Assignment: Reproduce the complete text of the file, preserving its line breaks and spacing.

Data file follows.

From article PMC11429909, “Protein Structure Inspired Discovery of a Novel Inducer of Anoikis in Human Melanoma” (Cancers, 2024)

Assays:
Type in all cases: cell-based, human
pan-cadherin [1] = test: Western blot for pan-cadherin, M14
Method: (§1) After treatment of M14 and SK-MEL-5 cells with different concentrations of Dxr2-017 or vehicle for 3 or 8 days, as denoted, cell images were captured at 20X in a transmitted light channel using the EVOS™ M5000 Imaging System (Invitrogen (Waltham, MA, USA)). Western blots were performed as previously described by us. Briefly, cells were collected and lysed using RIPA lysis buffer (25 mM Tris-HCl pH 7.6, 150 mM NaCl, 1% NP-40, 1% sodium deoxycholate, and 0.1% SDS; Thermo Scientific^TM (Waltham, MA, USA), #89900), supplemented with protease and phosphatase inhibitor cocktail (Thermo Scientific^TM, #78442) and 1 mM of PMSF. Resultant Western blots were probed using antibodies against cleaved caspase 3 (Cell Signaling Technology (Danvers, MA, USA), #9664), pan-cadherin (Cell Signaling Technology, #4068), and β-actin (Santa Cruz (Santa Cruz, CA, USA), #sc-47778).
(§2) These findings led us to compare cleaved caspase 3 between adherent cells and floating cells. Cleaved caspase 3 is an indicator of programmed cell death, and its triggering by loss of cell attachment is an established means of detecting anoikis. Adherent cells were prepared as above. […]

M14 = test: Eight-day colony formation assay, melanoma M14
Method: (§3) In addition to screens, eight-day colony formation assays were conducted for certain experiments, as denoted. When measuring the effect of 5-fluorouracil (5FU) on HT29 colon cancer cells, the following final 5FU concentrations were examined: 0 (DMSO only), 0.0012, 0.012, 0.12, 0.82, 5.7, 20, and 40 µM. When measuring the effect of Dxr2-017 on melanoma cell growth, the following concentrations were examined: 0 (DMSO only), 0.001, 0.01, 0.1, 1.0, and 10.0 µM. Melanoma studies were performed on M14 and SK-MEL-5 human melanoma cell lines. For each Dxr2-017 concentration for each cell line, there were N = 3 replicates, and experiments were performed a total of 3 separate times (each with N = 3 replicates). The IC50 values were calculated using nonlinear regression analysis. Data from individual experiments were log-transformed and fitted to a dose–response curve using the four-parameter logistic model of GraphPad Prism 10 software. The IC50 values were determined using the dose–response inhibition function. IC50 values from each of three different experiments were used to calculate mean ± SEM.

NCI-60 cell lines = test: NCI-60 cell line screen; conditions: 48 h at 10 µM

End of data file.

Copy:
From article PMC11429909, “Protein Structure Inspired Discovery of a Novel Inducer of Anoikis in Human Melanoma” (Cancers, 2024)

Assays:
Type in all cases: cell-based, human
pan-cadherin [1] = test: Western blot for pan-cadherin, M14
Method: (§1) After treatment of M14 and SK-MEL-5 cells with different concentrations of Dxr2-017 or vehicle for 3 or 8 days, as denoted, cell images were captured at 20X in a transmitted light channel using the EVOS™ M5000 Imaging System (Invitrogen (Waltham, MA, USA)). Western blots were performed as previously described by us. Briefly, cells were collected and lysed using RIPA lysis buffer (25 mM Tris-HCl pH 7.6, 150 mM NaCl, 1% NP-40, 1% sodium deoxycholate, and 0.1% SDS; Thermo Scientific^TM (Waltham, MA, USA), #89900), supplemented with protease and phosphatase inhibitor cocktail (Thermo Scientific^TM, #78442) and 1 mM of PMSF. Resultant Western blots were probed using antibodies against cleaved caspase 3 (Cell Signaling Technology (Danvers, MA, USA), #9664), pan-cadherin (Cell Signaling Technology, #4068), and β-actin (Santa Cruz (Santa Cruz, CA, USA), #sc-47778).
(§2) These findings led us to compare cleaved caspase 3 between adherent cells and floating cells. Cleaved caspase 3 is an indicator of programmed cell death, and its triggering by loss of cell attachment is an established means of detecting anoikis. Adherent cells were prepared as above. […]

M14 = test: Eight-day colony formation assay, melanoma M14
Method: (§3) In addition to screens, eight-day colony formation assays were conducted for certain experiments, as denoted. When measuring the effect of 5-fluorouracil (5FU) on HT29 colon cancer cells, the following final 5FU concentrations were examined: 0 (DMSO only), 0.0012, 0.012, 0.12, 0.82, 5.7, 20, and 40 µM. When measuring the effect of Dxr2-017 on melanoma cell growth, the following concentrations were examined: 0 (DMSO only), 0.001, 0.01, 0.1, 1.0, and 10.0 µM. Melanoma studies were performed on M14 and SK-MEL-5 human melanoma cell lines. For each Dxr2-017 concentration for each cell line, there were N = 3 replicates, and experiments were performed a total of 3 separate times (each with N = 3 replicates). The IC50 values were calculated using nonlinear regression analysis. Data from individual experiments were log-transformed and fitted to a dose–response curve using the four-parameter logistic model of GraphPad Prism 10 software. The IC50 values were determined using the dose–response inhibition function. IC50 values from each of three different experiments were used to calculate mean ± SEM.

NCI-60 cell lines = test: NCI-60 cell line screen; conditions: 48 h at 10 µM